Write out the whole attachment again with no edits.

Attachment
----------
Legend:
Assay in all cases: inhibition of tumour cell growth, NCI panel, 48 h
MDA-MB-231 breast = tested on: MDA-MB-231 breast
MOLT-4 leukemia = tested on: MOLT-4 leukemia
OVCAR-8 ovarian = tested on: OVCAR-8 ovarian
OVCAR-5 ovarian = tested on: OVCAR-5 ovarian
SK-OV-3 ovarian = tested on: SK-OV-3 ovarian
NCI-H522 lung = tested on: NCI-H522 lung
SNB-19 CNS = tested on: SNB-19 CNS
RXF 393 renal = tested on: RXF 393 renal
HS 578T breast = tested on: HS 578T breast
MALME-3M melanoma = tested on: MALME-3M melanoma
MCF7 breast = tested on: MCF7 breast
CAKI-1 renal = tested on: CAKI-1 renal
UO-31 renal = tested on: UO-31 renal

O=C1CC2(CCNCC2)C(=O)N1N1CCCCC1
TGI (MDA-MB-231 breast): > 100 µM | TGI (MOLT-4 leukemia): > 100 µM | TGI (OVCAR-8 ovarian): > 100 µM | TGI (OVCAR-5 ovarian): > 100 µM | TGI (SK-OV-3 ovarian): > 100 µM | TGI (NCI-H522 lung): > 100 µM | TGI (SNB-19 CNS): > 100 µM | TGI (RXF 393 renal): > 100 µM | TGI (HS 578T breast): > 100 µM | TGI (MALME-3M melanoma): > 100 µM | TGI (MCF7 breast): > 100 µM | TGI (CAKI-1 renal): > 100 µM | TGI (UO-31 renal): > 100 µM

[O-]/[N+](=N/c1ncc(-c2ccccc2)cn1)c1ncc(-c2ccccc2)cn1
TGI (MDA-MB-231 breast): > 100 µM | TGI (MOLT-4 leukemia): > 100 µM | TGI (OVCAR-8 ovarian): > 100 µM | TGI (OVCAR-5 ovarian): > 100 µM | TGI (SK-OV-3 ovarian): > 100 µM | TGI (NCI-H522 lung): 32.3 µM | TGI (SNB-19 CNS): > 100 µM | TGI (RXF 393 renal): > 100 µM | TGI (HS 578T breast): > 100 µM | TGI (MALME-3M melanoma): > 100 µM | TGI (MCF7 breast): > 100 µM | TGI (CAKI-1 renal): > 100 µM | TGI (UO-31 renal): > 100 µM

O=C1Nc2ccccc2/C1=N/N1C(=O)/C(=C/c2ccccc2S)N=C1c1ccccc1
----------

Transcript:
Legend:
Assay in all cases: inhibition of tumour cell growth, NCI panel, 48 h
MDA-MB-231 breast = tested on: MDA-MB-231 breast
MOLT-4 leukemia = tested on: MOLT-4 leukemia
OVCAR-8 ovarian = tested on: OVCAR-8 ovarian
OVCAR-5 ovarian = tested on: OVCAR-5 ovarian
SK-OV-3 ovarian = tested on: SK-OV-3 ovarian
NCI-H522 lung = tested on: NCI-H522 lung
SNB-19 CNS = tested on: SNB-19 CNS
RXF 393 renal = tested on: RXF 393 renal
HS 578T breast = tested on: HS 578T breast
MALME-3M melanoma = tested on: MALME-3M melanoma
MCF7 breast = tested on: MCF7 breast
CAKI-1 renal = tested on: CAKI-1 renal
UO-31 renal = tested on: UO-31 renal

O=C1CC2(CCNCC2)C(=O)N1N1CCCCC1
TGI (MDA-MB-231 breast): > 100 µM | TGI (MOLT-4 leukemia): > 100 µM | TGI (OVCAR-8 ovarian): > 100 µM | TGI (OVCAR-5 ovarian): > 100 µM | TGI (SK-OV-3 ovarian): > 100 µM | TGI (NCI-H522 lung): > 100 µM | TGI (SNB-19 CNS): > 100 µM | TGI (RXF 393 renal): > 100 µM | TGI (HS 578T breast): > 100 µM | TGI (MALME-3M melanoma): > 100 µM | TGI (MCF7 breast): > 100 µM | TGI (CAKI-1 renal): > 100 µM | TGI (UO-31 renal): > 100 µM

[O-]/[N+](=N/c1ncc(-c2ccccc2)cn1)c1ncc(-c2ccccc2)cn1
TGI (MDA-MB-231 breast): > 100 µM | TGI (MOLT-4 leukemia): > 100 µM | TGI (OVCAR-8 ovarian): > 100 µM | TGI (OVCAR-5 ovarian): > 100 µM | TGI (SK-OV-3 ovarian): > 100 µM | TGI (NCI-H522 lung): 32.3 µM | TGI (SNB-19 CNS): > 100 µM | TGI (RXF 393 renal): > 100 µM | TGI (HS 578T breast): > 100 µM | TGI (MALME-3M melanoma): > 100 µM | TGI (MCF7 breast): > 100 µM | TGI (CAKI-1 renal): > 100 µM | TGI (UO-31 renal): > 100 µM

O=C1Nc2ccccc2/C1=N/N1C(=O)/C(=C/c2ccccc2S)N=C1c1ccccc1